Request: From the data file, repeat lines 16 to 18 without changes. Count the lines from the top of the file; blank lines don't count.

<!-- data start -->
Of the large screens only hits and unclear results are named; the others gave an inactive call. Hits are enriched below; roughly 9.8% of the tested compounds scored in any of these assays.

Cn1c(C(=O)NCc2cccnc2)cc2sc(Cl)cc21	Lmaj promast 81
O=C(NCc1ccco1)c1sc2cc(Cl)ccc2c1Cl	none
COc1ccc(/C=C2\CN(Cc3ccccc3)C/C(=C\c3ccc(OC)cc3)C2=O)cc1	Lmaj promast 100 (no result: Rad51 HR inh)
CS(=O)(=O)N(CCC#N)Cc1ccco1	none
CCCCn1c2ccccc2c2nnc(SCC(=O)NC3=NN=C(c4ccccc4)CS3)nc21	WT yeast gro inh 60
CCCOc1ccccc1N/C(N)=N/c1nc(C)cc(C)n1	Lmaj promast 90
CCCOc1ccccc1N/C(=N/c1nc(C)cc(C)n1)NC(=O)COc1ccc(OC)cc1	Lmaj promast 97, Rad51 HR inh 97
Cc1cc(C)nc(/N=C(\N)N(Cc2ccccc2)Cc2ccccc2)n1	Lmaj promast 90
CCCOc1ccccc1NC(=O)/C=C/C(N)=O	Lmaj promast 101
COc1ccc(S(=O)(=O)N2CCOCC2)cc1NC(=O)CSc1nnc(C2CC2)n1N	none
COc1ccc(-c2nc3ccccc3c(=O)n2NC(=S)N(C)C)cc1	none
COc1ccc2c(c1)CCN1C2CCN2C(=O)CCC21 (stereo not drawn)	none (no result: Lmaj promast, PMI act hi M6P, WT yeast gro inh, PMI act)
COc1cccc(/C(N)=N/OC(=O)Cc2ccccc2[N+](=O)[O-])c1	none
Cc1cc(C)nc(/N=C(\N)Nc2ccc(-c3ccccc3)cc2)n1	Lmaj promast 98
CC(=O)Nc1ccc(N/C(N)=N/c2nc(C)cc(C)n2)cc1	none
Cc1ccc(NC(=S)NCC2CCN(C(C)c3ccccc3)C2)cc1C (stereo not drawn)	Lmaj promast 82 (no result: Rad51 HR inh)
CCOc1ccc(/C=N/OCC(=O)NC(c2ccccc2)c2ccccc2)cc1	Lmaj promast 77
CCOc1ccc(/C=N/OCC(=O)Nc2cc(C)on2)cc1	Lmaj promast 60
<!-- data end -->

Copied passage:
CC(=O)Nc1ccc(N/C(N)=N/c2nc(C)cc(C)n2)cc1	none
Cc1ccc(NC(=S)NCC2CCN(C(C)c3ccccc3)C2)cc1C (stereo not drawn)	Lmaj promast 82 (no result: Rad51 HR inh)
CCOc1ccc(/C=N/OCC(=O)NC(c2ccccc2)c2ccccc2)cc1	Lmaj promast 77